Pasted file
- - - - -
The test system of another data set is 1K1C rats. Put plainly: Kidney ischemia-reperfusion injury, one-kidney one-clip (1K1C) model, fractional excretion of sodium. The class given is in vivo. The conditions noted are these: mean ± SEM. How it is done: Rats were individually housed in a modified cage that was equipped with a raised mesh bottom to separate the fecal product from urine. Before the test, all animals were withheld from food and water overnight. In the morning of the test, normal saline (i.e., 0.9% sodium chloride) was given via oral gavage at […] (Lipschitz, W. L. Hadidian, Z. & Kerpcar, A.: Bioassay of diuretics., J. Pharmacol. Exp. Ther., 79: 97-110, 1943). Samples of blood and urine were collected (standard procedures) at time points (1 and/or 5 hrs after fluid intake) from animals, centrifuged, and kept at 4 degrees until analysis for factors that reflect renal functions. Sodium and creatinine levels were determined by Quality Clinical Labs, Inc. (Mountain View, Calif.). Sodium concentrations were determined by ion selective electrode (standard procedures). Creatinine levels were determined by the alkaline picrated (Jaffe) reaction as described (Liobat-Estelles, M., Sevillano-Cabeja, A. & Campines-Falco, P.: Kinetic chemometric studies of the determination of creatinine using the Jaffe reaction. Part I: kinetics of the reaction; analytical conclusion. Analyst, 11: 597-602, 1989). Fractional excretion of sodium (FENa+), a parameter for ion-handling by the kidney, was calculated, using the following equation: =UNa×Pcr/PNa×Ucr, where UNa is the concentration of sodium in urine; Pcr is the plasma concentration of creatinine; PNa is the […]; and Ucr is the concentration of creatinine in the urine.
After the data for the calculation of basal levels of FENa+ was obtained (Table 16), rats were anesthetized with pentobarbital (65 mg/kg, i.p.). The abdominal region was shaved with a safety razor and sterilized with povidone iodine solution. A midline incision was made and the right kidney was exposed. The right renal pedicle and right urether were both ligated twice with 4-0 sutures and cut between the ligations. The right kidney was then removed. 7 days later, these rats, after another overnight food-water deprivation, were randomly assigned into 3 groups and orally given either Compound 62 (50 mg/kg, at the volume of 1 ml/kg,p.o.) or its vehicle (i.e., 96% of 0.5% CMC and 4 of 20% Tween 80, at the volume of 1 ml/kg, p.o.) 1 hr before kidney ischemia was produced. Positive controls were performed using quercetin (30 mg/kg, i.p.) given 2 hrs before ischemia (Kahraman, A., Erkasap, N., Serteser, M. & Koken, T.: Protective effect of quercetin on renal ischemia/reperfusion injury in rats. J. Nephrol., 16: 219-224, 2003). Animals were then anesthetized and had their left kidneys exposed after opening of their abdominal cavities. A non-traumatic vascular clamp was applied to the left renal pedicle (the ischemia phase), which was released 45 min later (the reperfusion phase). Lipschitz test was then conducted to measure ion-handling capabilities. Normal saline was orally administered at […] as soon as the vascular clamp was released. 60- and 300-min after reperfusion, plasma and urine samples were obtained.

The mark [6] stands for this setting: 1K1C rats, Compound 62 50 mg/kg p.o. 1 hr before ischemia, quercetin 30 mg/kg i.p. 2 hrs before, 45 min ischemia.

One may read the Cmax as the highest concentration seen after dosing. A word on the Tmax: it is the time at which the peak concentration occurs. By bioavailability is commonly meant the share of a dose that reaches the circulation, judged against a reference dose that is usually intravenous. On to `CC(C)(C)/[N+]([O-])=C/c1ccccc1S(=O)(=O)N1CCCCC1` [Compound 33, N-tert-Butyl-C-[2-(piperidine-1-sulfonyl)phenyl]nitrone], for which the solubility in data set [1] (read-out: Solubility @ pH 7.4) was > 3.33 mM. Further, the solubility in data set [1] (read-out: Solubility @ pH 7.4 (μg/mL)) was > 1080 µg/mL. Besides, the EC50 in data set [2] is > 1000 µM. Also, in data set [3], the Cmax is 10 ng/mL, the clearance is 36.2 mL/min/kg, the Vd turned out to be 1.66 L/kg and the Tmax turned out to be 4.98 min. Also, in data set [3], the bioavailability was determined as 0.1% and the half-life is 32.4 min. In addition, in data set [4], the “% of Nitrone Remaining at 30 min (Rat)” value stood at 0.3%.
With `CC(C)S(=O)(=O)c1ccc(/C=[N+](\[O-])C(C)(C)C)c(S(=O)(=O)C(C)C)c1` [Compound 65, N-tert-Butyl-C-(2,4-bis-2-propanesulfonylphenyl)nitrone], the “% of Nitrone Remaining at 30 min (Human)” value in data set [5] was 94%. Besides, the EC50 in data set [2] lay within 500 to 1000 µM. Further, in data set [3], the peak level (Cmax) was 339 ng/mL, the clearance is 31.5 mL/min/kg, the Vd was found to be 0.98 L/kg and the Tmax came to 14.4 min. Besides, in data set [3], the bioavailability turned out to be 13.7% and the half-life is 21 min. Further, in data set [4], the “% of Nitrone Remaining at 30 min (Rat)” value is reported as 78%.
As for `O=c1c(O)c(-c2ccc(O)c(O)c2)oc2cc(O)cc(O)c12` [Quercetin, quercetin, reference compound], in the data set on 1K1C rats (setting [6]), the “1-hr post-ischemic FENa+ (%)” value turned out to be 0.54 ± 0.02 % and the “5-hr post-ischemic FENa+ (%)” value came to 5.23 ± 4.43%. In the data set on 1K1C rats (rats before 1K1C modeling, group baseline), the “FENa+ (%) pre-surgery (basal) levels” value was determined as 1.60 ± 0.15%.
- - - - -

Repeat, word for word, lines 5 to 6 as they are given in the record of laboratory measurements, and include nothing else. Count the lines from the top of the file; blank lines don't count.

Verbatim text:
With `CC(C)S(=O)(=O)c1ccc(/C=[N+](\[O-])C(C)(C)C)c(S(=O)(=O)C(C)C)c1` [Compound 65, N-tert-Butyl-C-(2,4-bis-2-propanesulfonylphenyl)nitrone], the “% of Nitrone Remaining at 30 min (Human)” value in data set [5] was 94%. Besides, the EC50 in data set [2] lay within 500 to 1000 µM. Further, in data set [3], the peak level (Cmax) was 339 ng/mL, the clearance is 31.5 mL/min/kg, the Vd was found to be 0.98 L/kg and the Tmax came to 14.4 min. Besides, in data set [3], the bioavailability turned out to be 13.7% and the half-life is 21 min. Further, in data set [4], the “% of Nitrone Remaining at 30 min (Rat)” value is reported as 78%.
As for `O=c1c(O)c(-c2ccc(O)c(O)c2)oc2cc(O)cc(O)c12` [Quercetin, quercetin, reference compound], in the data set on 1K1C rats (setting [6]), the “1-hr post-ischemic FENa+ (%)” value turned out to be 0.54 ± 0.02 % and the “5-hr post-ischemic FENa+ (%)” value came to 5.23 ± 4.43%. In the data set on 1K1C rats (rats before 1K1C modeling, group baseline), the “FENa+ (%) pre-surgery (basal) levels” value was determined as 1.60 ± 0.15%.